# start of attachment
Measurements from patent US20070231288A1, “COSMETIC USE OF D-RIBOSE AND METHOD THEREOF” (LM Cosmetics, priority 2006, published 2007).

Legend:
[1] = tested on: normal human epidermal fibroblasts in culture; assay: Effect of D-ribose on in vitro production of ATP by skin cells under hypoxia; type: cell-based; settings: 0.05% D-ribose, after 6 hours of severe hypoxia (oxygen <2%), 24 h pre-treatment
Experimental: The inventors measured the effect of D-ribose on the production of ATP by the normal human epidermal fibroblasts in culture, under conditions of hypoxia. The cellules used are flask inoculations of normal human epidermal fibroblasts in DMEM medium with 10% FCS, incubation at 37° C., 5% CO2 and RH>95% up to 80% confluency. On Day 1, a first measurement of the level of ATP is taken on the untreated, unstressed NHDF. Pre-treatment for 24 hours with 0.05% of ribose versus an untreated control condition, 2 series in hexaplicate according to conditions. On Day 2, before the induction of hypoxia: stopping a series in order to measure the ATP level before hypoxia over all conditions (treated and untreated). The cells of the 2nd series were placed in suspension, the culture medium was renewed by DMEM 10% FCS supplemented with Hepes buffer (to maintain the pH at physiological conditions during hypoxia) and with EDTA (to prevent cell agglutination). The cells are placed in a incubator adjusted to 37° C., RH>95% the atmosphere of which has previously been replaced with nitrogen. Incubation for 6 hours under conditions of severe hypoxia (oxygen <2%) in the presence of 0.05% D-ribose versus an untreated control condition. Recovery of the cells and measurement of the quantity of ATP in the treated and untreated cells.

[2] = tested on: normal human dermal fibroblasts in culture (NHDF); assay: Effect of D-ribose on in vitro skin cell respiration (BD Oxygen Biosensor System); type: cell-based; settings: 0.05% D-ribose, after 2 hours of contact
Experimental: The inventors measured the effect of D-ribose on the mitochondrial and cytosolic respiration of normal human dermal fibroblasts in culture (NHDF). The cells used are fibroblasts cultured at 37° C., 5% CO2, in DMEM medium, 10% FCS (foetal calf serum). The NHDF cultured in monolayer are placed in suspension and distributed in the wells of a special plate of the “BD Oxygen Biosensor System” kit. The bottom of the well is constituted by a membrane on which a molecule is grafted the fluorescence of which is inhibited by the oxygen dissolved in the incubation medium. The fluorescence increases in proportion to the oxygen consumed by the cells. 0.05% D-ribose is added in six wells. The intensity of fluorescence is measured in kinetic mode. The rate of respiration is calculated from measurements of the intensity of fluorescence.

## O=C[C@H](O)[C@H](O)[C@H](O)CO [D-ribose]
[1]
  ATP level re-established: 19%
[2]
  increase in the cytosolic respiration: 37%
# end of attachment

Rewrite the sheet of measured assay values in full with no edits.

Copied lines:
Measurements from patent US20070231288A1, “COSMETIC USE OF D-RIBOSE AND METHOD THEREOF” (LM Cosmetics, priority 2006, published 2007).

Legend:
[1] = tested on: normal human epidermal fibroblasts in culture; assay: Effect of D-ribose on in vitro production of ATP by skin cells under hypoxia; type: cell-based; settings: 0.05% D-ribose, after 6 hours of severe hypoxia (oxygen <2%), 24 h pre-treatment
Experimental: The inventors measured the effect of D-ribose on the production of ATP by the normal human epidermal fibroblasts in culture, under conditions of hypoxia. The cellules used are flask inoculations of normal human epidermal fibroblasts in DMEM medium with 10% FCS, incubation at 37° C., 5% CO2 and RH>95% up to 80% confluency. On Day 1, a first measurement of the level of ATP is taken on the untreated, unstressed NHDF. Pre-treatment for 24 hours with 0.05% of ribose versus an untreated control condition, 2 series in hexaplicate according to conditions. On Day 2, before the induction of hypoxia: stopping a series in order to measure the ATP level before hypoxia over all conditions (treated and untreated). The cells of the 2nd series were placed in suspension, the culture medium was renewed by DMEM 10% FCS supplemented with Hepes buffer (to maintain the pH at physiological conditions during hypoxia) and with EDTA (to prevent cell agglutination). The cells are placed in a incubator adjusted to 37° C., RH>95% the atmosphere of which has previously been replaced with nitrogen. Incubation for 6 hours under conditions of severe hypoxia (oxygen <2%) in the presence of 0.05% D-ribose versus an untreated control condition. Recovery of the cells and measurement of the quantity of ATP in the treated and untreated cells.

[2] = tested on: normal human dermal fibroblasts in culture (NHDF); assay: Effect of D-ribose on in vitro skin cell respiration (BD Oxygen Biosensor System); type: cell-based; settings: 0.05% D-ribose, after 2 hours of contact
Experimental: The inventors measured the effect of D-ribose on the mitochondrial and cytosolic respiration of normal human dermal fibroblasts in culture (NHDF). The cells used are fibroblasts cultured at 37° C., 5% CO2, in DMEM medium, 10% FCS (foetal calf serum). The NHDF cultured in monolayer are placed in suspension and distributed in the wells of a special plate of the “BD Oxygen Biosensor System” kit. The bottom of the well is constituted by a membrane on which a molecule is grafted the fluorescence of which is inhibited by the oxygen dissolved in the incubation medium. The fluorescence increases in proportion to the oxygen consumed by the cells. 0.05% D-ribose is added in six wells. The intensity of fluorescence is measured in kinetic mode. The rate of respiration is calculated from measurements of the intensity of fluorescence.

## O=C[C@H](O)[C@H](O)[C@H](O)CO [D-ribose]
[1]
  ATP level re-established: 19%
[2]
  increase in the cytosolic respiration: 37%